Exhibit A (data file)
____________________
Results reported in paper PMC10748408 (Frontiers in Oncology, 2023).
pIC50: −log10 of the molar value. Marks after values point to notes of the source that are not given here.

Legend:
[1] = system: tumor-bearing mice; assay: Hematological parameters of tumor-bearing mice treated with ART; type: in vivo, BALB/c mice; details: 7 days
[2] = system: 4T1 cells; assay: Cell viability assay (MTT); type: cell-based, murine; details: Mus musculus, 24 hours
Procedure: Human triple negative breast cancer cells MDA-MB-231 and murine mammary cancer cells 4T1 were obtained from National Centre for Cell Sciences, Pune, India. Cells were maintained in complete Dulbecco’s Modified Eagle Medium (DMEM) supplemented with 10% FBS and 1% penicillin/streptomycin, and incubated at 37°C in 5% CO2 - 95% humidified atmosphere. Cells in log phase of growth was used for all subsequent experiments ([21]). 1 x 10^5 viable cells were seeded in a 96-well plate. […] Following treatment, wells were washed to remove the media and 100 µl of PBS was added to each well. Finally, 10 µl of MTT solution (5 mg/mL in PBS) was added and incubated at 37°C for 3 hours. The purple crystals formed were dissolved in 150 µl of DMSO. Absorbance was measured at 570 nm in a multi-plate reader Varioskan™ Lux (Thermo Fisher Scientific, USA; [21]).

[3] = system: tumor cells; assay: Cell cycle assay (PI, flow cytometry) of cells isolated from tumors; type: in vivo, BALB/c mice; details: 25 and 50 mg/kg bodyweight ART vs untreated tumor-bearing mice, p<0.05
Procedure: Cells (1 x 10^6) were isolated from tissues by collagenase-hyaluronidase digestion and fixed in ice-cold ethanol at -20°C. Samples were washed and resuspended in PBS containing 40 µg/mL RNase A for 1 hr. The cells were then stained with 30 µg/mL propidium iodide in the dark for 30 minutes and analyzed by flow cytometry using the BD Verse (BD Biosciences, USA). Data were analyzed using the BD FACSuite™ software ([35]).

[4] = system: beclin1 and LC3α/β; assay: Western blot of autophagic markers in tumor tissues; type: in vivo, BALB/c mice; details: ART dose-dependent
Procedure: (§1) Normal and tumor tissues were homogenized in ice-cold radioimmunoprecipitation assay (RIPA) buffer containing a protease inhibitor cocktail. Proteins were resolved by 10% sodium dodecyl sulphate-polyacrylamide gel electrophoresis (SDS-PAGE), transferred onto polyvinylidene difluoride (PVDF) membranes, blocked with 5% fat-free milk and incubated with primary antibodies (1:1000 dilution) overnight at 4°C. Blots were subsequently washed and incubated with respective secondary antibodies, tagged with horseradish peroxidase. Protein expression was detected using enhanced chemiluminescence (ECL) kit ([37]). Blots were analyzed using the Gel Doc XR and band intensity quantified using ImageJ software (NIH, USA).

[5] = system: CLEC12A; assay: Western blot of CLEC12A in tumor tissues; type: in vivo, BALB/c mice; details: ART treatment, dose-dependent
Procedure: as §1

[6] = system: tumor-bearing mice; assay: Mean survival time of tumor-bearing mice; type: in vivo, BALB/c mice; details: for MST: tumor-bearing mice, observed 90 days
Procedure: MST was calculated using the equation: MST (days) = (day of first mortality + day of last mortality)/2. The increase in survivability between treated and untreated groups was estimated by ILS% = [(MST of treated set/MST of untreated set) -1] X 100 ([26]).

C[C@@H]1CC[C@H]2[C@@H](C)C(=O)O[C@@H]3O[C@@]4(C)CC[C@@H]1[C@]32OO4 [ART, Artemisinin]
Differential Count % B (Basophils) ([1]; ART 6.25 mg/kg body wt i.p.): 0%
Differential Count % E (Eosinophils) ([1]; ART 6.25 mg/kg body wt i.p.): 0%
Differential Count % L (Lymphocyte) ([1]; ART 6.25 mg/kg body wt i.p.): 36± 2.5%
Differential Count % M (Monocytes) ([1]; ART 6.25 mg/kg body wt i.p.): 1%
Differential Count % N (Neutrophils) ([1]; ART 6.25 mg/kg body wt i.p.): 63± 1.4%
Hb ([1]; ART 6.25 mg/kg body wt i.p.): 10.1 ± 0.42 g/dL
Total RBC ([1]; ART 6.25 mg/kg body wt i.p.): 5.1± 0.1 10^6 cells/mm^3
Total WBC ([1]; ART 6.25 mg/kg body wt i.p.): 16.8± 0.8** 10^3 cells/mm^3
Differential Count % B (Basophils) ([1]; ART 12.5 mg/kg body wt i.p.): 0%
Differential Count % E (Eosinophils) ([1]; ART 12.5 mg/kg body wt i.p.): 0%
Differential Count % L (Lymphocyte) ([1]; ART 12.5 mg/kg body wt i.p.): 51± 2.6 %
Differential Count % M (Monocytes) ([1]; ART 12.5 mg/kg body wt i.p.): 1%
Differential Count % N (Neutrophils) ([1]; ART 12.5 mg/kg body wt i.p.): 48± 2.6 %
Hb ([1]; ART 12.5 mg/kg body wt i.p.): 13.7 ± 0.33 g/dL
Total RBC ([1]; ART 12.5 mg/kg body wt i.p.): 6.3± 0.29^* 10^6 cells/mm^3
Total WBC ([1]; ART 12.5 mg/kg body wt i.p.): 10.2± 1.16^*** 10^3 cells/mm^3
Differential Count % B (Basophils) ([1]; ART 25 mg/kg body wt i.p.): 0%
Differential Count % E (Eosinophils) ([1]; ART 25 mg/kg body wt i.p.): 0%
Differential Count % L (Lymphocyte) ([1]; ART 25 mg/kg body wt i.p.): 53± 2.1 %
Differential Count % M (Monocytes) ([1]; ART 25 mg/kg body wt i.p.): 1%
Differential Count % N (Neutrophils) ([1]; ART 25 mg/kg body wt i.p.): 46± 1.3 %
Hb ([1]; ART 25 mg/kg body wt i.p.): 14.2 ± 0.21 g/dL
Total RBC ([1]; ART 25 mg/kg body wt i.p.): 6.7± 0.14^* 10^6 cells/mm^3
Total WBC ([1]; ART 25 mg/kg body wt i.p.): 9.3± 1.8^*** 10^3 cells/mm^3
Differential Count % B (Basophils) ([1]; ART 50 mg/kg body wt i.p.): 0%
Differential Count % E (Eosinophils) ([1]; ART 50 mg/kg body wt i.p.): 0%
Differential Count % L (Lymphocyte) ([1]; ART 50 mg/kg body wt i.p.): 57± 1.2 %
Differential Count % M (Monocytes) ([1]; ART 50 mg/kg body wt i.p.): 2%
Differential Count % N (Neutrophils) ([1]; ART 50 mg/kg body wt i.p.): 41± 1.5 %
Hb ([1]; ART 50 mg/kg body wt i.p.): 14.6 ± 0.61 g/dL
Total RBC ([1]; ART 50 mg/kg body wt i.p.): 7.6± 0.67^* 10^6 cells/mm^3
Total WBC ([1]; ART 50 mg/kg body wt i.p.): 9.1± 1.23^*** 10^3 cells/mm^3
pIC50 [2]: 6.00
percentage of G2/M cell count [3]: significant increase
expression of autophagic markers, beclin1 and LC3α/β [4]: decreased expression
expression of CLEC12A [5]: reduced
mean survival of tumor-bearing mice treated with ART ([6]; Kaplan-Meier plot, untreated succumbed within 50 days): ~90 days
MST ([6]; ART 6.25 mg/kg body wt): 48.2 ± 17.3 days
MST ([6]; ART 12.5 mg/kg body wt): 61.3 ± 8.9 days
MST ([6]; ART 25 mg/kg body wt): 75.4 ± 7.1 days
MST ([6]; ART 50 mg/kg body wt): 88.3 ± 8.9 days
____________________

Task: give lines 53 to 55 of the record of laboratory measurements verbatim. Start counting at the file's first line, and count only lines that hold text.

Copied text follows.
MST ([6]; ART 6.25 mg/kg body wt): 48.2 ± 17.3 days
MST ([6]; ART 12.5 mg/kg body wt): 61.3 ± 8.9 days
MST ([6]; ART 25 mg/kg body wt): 75.4 ± 7.1 days